Single working person and puppy

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trenielk's picture
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Joined: 2010-01-23

As I've read through these forums and others I see so much information that makes me think a single working person can't raise a puppy.  I currently also have a cat so I am leery of bringing any dog into the house as an adult.

Is it absolutely cruel to try to raise a puppy if the most I can come home is once a day?  What about if a lunch time visit can't be done and the puppy will stay in his crate for 8 hours some days?

I have been studying this for awhile and am getting very worried about not being able to raise and train my own dog.

Thanks for your input.

Lady Kate's picture
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Joined: 2009-10-28

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It's only my personal opinion, but I think puppies( and dogs) need full time love, attention and care. You might be asking for behavioral problems at best.. and a miserable dog to boot. Not really fair..
Kitties seem to do okay without their people around all the time, but dogs require a pack and you are the pack leader..
think about it.
Read some more
and ask those important questions..

Q Tip's picture
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Joined: 2009-03-22

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Hi Trenielk.
Well i am in a similar situation. I work a 32 hour week shift pattern but if you include travelling then I'm out of the house for 8 1/2 hours a day. Have a forces boyfriend and have just waved him goodbye again for 3 months :'(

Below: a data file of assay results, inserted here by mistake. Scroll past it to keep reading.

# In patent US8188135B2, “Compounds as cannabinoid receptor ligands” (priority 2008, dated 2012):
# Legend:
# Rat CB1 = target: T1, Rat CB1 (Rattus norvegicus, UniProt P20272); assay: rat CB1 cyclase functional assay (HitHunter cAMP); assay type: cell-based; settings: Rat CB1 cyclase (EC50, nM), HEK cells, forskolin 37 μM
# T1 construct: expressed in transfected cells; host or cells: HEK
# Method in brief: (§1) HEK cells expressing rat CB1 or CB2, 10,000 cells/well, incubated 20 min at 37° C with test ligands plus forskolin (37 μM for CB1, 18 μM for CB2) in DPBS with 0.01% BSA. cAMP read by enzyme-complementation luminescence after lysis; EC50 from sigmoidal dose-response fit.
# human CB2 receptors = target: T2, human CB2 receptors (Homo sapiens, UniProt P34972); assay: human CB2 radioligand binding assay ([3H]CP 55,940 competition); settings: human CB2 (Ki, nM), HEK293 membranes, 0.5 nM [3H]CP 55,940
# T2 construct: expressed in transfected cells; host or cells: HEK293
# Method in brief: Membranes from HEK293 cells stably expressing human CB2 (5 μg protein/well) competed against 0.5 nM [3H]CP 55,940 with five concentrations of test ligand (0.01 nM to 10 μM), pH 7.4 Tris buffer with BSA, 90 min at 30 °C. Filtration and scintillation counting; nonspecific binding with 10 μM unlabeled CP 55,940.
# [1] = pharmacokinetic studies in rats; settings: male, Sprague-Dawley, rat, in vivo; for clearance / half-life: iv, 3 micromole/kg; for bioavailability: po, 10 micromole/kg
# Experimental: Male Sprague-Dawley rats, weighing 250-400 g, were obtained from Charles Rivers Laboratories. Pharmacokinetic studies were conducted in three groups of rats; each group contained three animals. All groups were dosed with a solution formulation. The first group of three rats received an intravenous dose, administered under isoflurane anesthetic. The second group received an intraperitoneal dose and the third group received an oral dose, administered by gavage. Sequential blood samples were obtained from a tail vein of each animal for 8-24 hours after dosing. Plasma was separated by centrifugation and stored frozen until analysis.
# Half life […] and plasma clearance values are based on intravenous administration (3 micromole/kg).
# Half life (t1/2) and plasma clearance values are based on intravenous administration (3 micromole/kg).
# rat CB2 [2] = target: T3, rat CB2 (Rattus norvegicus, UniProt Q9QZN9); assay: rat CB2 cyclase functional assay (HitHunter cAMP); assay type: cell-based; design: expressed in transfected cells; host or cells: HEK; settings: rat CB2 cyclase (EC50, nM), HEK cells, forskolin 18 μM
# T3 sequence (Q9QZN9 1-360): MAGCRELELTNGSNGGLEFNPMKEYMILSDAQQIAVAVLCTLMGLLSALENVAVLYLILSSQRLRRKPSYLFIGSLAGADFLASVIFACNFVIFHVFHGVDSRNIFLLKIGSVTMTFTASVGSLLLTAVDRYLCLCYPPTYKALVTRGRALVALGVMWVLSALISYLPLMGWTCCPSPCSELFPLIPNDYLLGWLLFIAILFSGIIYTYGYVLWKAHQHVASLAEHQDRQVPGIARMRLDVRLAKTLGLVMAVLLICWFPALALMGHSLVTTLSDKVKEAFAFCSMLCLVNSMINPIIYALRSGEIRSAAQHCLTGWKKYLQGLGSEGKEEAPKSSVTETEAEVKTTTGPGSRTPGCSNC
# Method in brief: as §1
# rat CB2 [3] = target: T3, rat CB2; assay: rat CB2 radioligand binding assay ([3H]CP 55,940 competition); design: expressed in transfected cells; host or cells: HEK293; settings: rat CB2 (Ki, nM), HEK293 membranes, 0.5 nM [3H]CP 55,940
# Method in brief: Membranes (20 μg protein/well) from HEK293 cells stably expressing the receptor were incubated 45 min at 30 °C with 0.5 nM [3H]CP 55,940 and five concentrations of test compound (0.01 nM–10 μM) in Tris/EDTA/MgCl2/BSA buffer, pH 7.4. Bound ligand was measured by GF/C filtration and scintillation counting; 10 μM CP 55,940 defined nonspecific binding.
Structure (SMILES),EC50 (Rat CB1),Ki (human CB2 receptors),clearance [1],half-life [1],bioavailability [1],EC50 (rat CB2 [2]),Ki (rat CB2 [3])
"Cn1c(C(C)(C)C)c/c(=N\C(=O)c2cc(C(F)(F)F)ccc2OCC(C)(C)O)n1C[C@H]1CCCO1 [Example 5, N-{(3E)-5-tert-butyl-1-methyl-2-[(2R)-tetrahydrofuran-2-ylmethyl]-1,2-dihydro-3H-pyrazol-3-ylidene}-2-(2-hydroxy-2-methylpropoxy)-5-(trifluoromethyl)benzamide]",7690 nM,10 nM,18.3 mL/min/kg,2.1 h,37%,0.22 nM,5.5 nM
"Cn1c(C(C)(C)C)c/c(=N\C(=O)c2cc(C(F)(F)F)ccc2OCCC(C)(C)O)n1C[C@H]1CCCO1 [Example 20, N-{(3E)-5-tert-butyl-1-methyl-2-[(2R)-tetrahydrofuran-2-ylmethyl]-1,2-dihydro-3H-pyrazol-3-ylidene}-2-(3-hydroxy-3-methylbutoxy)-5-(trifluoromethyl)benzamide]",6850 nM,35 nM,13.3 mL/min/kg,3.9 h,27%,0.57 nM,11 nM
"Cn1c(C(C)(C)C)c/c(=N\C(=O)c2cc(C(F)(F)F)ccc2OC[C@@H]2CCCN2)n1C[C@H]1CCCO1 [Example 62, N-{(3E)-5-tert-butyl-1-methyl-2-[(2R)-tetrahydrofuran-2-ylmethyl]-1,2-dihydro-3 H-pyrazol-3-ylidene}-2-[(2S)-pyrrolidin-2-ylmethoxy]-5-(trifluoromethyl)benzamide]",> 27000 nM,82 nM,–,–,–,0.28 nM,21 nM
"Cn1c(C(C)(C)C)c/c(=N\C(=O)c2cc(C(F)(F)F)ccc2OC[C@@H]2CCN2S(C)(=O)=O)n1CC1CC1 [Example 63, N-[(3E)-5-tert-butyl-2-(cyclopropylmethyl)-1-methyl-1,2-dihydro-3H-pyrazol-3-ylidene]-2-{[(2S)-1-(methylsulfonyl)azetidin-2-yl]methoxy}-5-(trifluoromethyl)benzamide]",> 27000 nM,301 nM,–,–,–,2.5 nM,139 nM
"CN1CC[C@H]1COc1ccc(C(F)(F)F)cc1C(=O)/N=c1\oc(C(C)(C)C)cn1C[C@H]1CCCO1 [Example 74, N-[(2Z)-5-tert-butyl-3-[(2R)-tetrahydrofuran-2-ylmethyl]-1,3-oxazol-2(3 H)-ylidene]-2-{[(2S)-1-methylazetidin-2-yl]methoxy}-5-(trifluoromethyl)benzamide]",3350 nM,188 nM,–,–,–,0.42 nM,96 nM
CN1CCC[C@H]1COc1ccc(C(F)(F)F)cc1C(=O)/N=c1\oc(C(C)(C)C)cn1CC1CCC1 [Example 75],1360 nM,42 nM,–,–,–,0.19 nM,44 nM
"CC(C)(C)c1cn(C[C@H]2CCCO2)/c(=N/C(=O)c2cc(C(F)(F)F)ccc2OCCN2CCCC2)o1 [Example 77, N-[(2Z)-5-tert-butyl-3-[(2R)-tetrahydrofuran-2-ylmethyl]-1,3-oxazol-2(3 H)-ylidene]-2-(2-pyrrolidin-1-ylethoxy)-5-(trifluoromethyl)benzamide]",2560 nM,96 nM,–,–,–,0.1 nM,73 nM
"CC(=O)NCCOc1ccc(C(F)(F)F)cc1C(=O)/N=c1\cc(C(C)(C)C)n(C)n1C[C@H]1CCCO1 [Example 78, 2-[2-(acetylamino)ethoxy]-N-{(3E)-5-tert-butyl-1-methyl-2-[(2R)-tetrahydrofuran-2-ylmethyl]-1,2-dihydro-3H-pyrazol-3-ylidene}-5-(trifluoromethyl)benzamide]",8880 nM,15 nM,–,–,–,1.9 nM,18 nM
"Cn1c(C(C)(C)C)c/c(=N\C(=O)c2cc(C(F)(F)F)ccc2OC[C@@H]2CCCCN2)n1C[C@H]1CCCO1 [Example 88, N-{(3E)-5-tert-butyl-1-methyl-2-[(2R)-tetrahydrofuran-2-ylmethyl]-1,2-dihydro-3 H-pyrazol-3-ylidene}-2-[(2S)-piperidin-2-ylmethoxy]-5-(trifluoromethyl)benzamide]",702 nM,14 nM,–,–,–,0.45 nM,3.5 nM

I wanted to say that I think it can be done but you do need to spend a huge amount of time and input with your dog in your spare time. It might have been easier for me as i didn't get Q until 12 weeks old and i also took a week off to get him house trained etc.
On a morning shift, Q and I go out for a run at 05.30 then a good beach yomp in the afternoon when i come home. Afternoon shifts we have a couple of hours beachtime and training every morning so he is well rested by the time I go off to work.
I'm lucky that i only do night shift twice every two months and when this happens Q goes to the kennels which he adores as they have ' playtime' with other dogs :D
Q spends his time in the kitchen with the crate blocking his exit. I used to have a childproof gate but he learnt that he could knock it down with his strength. Lots of Kongs and toys used to keep him amused and we also joined obedience classes pretty early so that i knew how best to train him.
i waited a year after my old gurl died so i had a lot of time to think about the situation and read up heaps. I have to admit though i was still unprepared with a lot of things but this site has been a wonderful opportunity to improve my learning and our skills. Still got some way to go...Q is not quite ready for his Good Citizen Award but we are getting there. I also feel i can now introduce another dog into the household and we may be getting a new puppy very soon.
Good luck with what you decide.

rgreen4's picture